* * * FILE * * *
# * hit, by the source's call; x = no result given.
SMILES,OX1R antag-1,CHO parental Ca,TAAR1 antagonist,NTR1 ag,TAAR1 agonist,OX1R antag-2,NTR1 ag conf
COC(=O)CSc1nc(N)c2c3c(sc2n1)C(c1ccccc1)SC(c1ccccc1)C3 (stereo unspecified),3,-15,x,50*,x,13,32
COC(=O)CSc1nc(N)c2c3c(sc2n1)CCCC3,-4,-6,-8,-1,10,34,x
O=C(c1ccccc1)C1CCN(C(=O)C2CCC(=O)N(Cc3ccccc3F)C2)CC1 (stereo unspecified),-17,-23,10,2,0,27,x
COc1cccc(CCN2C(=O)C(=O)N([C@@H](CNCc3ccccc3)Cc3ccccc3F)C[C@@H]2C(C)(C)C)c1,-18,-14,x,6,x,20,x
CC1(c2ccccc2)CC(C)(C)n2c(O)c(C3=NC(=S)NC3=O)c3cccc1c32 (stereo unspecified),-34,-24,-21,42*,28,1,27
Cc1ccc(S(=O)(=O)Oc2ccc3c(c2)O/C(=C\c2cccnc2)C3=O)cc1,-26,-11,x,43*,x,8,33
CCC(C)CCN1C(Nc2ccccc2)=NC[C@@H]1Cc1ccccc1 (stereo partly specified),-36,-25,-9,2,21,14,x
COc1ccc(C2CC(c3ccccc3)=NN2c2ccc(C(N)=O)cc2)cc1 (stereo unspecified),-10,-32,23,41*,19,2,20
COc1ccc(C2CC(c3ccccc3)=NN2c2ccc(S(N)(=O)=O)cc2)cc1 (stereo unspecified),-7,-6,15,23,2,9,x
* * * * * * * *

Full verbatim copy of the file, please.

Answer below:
# * hit, by the source's call; x = no result given.
SMILES,OX1R antag-1,CHO parental Ca,TAAR1 antagonist,NTR1 ag,TAAR1 agonist,OX1R antag-2,NTR1 ag conf
COC(=O)CSc1nc(N)c2c3c(sc2n1)C(c1ccccc1)SC(c1ccccc1)C3 (stereo unspecified),3,-15,x,50*,x,13,32
COC(=O)CSc1nc(N)c2c3c(sc2n1)CCCC3,-4,-6,-8,-1,10,34,x
O=C(c1ccccc1)C1CCN(C(=O)C2CCC(=O)N(Cc3ccccc3F)C2)CC1 (stereo unspecified),-17,-23,10,2,0,27,x
COc1cccc(CCN2C(=O)C(=O)N([C@@H](CNCc3ccccc3)Cc3ccccc3F)C[C@@H]2C(C)(C)C)c1,-18,-14,x,6,x,20,x
CC1(c2ccccc2)CC(C)(C)n2c(O)c(C3=NC(=S)NC3=O)c3cccc1c32 (stereo unspecified),-34,-24,-21,42*,28,1,27
Cc1ccc(S(=O)(=O)Oc2ccc3c(c2)O/C(=C\c2cccnc2)C3=O)cc1,-26,-11,x,43*,x,8,33
CCC(C)CCN1C(Nc2ccccc2)=NC[C@@H]1Cc1ccccc1 (stereo partly specified),-36,-25,-9,2,21,14,x
COc1ccc(C2CC(c3ccccc3)=NN2c2ccc(C(N)=O)cc2)cc1 (stereo unspecified),-10,-32,23,41*,19,2,20
COc1ccc(C2CC(c3ccccc3)=NN2c2ccc(S(N)(=O)=O)cc2)cc1 (stereo unspecified),-7,-6,15,23,2,9,x